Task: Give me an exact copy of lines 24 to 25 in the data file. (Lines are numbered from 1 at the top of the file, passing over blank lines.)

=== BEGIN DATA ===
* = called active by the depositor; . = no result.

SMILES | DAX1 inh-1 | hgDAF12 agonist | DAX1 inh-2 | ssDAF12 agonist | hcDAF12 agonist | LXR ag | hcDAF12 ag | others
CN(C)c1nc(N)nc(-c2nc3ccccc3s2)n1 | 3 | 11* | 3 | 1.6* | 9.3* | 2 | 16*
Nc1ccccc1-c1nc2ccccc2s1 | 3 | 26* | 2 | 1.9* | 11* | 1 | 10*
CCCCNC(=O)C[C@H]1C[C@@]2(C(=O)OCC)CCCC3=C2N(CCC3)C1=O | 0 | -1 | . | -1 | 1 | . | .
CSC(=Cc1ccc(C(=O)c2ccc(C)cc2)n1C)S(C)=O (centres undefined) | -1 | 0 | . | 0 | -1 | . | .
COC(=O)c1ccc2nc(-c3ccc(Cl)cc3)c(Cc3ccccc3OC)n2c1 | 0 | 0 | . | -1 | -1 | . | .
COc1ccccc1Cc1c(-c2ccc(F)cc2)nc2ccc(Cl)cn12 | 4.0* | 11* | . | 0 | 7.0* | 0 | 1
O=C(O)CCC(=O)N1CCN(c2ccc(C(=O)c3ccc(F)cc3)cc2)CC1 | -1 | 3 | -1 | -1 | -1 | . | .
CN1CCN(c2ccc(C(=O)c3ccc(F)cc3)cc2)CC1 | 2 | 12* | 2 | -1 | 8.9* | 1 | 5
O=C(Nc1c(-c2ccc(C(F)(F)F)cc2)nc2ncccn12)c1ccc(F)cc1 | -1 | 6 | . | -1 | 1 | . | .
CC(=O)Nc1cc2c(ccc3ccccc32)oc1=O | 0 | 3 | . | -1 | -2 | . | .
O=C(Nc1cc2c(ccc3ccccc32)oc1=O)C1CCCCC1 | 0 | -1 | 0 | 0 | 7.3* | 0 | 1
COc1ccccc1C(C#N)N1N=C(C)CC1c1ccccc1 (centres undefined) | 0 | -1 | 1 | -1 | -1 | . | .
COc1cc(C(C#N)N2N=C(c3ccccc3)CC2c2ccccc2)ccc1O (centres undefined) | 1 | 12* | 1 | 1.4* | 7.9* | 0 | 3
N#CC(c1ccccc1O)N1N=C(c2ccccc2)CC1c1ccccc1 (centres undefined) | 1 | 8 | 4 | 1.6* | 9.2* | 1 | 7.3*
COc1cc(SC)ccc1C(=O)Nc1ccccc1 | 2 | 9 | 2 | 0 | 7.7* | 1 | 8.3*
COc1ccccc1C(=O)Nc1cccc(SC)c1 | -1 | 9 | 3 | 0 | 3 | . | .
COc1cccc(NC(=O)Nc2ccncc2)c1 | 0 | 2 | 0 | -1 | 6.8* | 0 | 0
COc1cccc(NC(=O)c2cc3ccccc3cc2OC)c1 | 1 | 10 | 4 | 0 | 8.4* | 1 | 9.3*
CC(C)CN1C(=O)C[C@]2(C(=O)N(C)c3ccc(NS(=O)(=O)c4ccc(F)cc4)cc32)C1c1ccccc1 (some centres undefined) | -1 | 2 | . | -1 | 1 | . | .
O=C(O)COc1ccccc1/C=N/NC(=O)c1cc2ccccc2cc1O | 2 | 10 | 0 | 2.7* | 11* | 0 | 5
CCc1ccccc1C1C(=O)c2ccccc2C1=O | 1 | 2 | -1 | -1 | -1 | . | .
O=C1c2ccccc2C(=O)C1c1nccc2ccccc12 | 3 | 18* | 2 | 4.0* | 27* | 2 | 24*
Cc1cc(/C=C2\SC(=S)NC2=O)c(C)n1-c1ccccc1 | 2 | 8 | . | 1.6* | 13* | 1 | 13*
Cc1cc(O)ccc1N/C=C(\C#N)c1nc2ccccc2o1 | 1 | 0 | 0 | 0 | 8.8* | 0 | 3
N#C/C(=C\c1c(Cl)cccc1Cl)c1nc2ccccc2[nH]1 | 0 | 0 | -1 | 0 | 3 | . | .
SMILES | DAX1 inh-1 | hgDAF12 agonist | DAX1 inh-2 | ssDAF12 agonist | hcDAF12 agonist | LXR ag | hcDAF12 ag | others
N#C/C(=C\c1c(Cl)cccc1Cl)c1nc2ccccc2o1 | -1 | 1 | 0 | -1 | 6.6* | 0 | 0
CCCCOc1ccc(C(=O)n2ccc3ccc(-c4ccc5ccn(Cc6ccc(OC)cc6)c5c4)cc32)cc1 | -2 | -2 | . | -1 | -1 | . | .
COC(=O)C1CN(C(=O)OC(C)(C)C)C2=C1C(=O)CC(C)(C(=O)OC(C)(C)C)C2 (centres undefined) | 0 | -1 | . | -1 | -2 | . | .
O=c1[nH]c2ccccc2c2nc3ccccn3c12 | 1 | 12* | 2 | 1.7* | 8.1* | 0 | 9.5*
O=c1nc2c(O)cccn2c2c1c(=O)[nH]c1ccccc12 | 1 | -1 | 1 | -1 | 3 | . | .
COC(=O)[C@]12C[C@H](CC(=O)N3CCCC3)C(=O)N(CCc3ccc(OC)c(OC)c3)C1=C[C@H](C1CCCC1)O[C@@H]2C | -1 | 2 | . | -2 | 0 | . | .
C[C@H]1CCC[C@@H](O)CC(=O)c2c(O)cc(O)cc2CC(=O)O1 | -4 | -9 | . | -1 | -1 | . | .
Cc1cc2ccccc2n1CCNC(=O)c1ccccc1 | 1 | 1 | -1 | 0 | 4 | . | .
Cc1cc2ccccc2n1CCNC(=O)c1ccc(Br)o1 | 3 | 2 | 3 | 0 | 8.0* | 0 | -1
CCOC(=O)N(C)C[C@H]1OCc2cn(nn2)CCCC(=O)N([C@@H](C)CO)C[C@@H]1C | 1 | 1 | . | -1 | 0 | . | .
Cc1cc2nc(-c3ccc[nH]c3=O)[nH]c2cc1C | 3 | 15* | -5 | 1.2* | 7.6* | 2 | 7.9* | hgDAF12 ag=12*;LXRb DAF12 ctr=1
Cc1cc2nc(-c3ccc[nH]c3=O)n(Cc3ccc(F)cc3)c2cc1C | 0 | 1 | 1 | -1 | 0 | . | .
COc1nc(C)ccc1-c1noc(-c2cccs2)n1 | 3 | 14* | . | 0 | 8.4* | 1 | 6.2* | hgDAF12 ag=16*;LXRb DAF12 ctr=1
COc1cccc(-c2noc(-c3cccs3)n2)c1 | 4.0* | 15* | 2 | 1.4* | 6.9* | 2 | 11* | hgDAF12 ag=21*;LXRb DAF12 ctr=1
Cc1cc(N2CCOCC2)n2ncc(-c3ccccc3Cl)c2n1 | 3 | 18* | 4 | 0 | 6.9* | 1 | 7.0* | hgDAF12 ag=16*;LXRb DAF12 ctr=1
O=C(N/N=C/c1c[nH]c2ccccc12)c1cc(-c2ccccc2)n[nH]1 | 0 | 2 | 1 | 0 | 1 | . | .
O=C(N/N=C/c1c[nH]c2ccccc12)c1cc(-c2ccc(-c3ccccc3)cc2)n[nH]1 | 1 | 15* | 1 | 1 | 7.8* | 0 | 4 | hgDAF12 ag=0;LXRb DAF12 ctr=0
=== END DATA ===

O=C1c2ccccc2C(=O)C1c1nccc2ccccc12 | 3 | 18* | 2 | 4.0* | 27* | 2 | 24*
Cc1cc(/C=C2\SC(=S)NC2=O)c(C)n1-c1ccccc1 | 2 | 8 | . | 1.6* | 13* | 1 | 13*